An Investment Strategy For All Seasons

Foreword from ShareInvestor

This article “An Investment Strategy For All Seasons” by Goh Eng Yeow was first published in The Straits Times on 17 Jul 2011 and is reproduced in this blog in its entirety.

Setting aside a fixed amount every month to buy into an exchange traded fund can reap rich rewards for patient, long-term investors

Plenty of investors would give an arm and a leg to have an investment strategy that would work under any market circumstances.

Most of the time, we find it very difficult to time the markets correctly. The more we trade, the less likely we are to make money. Worse, the only certainty we enjoy as a result of such heavy trading is a big pile-up in transaction fees.

Unless an investor has very good access to information and is prepared to look after his investment portfolio full-time, it is difficult for him to make any money from trading.

But people are living longer than ever. It will be imperative for them to try to make their nest-egg work harder, so that when they finally retire, they will have sufficient income to enjoy a standard of living which they are used to.

Some investment experts have advocated using a “buy and hold” strategy when investing in stocks. But this will work wonders only when the stock market heads up more or less in a straight line.

Others have suggested adopting a “dollar cost averaging approach”. This involves setting aside exactly the same sum of money every month to buy into a fund which tracks a widely watched market gauge such as the Straits Times Index (STI).

When the market goes up, you will get fewer shares. But when the market is down, you get a little more.

This approach, however, requires a lot of self-control and patience, as it may take years, or even decades, before we see the fruits of our hard work.

For instance, you believe that the Singapore stock market will continue to become more valuable in the next few years, as its listed companies expand their businesses and improve their corporate earnings.

What you can do is to put down a lump sum into the STI ETF (exchange traded fund) which buys into a basket of component stocks which make up the STI, sit back and wait to reap the returns.

But as wage earners, most of us will hardly ever have the luxury of having a big sum of money to put down on a single investment. What we can do instead is to put aside a sum of money at the end of every month to invest in the STI ETF.

If you are hoping for a quick short-term return, you will be disappointed. A check shows that in the past three months, the STI ETF moved within a tight band of $3.10 to $3.20.

This means that you will get only a 2 per cent to 3 per cent return at best from a disciplined approach in buying the STI ETF each month.

But stretch the length of time to three years and the difference becomes obvious. Since the start of 2009, the STI ETF has jumped from a low of $1.45 to as high as $3.38. This means that you would definitely come out ahead in your investment if you had picked up the ETF on a regular basis as the local bourse staged a V-shaped recovery in 2009.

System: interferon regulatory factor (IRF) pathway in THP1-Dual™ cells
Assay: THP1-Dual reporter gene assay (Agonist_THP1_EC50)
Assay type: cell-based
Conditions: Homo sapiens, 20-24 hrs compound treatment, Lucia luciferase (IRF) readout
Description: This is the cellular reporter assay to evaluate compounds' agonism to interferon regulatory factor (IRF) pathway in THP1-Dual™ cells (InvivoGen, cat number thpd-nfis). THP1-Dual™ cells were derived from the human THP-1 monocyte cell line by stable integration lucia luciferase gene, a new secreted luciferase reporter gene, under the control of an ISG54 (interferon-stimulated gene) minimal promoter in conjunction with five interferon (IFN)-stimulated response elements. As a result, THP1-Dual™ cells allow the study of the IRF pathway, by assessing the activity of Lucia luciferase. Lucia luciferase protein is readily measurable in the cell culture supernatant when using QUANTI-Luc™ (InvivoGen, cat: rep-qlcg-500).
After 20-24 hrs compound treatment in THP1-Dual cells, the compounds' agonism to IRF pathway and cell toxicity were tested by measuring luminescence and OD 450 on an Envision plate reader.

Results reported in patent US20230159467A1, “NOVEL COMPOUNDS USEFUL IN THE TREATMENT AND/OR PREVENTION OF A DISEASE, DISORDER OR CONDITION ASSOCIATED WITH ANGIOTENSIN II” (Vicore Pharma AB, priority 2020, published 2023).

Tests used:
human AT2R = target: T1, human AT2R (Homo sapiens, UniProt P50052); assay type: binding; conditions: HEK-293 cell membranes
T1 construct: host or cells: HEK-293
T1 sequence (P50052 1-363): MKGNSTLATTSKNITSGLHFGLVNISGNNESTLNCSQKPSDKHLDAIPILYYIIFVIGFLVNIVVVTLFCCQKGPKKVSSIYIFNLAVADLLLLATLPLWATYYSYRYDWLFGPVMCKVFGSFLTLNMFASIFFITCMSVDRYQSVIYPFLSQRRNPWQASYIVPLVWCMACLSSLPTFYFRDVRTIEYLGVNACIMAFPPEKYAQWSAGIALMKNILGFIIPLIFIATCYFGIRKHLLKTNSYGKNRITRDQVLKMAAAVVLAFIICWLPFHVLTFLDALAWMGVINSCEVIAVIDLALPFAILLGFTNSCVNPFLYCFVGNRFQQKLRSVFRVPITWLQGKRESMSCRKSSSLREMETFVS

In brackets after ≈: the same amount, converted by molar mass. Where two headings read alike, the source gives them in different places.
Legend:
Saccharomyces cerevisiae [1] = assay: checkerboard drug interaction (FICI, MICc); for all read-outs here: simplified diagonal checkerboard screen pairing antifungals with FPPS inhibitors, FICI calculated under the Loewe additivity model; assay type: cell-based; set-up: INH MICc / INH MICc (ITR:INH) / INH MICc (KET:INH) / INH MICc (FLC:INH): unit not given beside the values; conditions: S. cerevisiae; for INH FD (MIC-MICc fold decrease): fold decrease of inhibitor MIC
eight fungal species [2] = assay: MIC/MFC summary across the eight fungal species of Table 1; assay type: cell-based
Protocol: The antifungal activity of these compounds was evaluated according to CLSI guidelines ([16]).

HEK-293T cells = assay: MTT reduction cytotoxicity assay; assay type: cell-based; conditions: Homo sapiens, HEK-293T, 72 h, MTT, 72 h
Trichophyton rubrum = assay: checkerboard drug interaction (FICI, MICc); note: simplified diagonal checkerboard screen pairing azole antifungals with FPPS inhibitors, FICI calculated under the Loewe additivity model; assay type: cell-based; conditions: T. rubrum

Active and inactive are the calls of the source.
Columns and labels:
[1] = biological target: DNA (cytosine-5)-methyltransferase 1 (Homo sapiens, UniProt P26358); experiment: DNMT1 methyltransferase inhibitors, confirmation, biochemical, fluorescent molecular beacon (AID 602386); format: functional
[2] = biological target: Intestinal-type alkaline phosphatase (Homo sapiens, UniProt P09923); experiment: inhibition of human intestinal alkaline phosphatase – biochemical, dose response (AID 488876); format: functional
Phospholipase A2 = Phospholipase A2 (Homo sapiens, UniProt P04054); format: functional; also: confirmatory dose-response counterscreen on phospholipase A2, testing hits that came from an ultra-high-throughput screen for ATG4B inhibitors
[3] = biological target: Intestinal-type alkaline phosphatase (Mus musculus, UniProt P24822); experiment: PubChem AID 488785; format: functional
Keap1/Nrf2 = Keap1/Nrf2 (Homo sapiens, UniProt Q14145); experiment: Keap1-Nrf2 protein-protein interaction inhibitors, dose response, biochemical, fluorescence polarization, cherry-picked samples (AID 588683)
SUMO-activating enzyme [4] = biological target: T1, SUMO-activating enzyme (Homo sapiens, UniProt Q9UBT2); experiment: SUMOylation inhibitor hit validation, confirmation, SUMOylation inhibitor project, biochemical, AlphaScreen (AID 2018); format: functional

One merit about this approach is that you will never encounter a situation where the value of your investment is wiped out completely because the stock you hold faces financial or accounting irregularities. Betting on a market, rather than a stock, is always a far safer proposition.

When you adopt such an approach, you give up any attempt to time the market – trying to catch it when it hits rock bottom. It will be a boon for those who do not want to get hurt if the market plunges like a falling knife.

One snag is that it may sometimes take decades for you to see the fruits of your hard work, and few people have that sort of patience.

And in a long market rally such as the bull-run which was experienced between 1992 and 1997, the dollar cost averaging approach will underperform the market.

Much money would have been made by those brave enough to invest their entire nest-egg in 1992. But that would be taking a big wager, considering that at the start of that year, there were fears that the Singapore economy might slip into a slowdown.

The United States market, with its far longer history than the local bourse, offers some insight as to what a dollar cost averaging investor can achieve if he perseveres in his effort.

Suppose, for instance, this investor entered the US stock market during the crash between 1929 and 1932, he would still have lost about two-thirds of his money, according to a Wall Street Journal Report. But he would have broken even the following year in 1933, and doubled his money in 1936.

What is more extraordinary is the reward he gets if he diligently put aside US$100 every month, starting from the Great Wall Street crash in 1929, and continued to do so for 30 years.

While his outlay was only US$36,000, the size of his investment would have grown to US$411,000, or more than 10 times as much.

Of course, one reason he was able to reap such a spectacular return was that his investment period had coincided with one of the greatest economic growth periods in US history.

Similar growth trajectories are being recorded by huge regional economies such as China, India and Indonesia – and the SGX offers a slew of ETFs which allow investors to participate in their growth stories.

Setting aside a little money every month into an ETF which tracks the STI or any of the major regional indexes may well reap you handsome returns in the long run. It is a wager worth considering.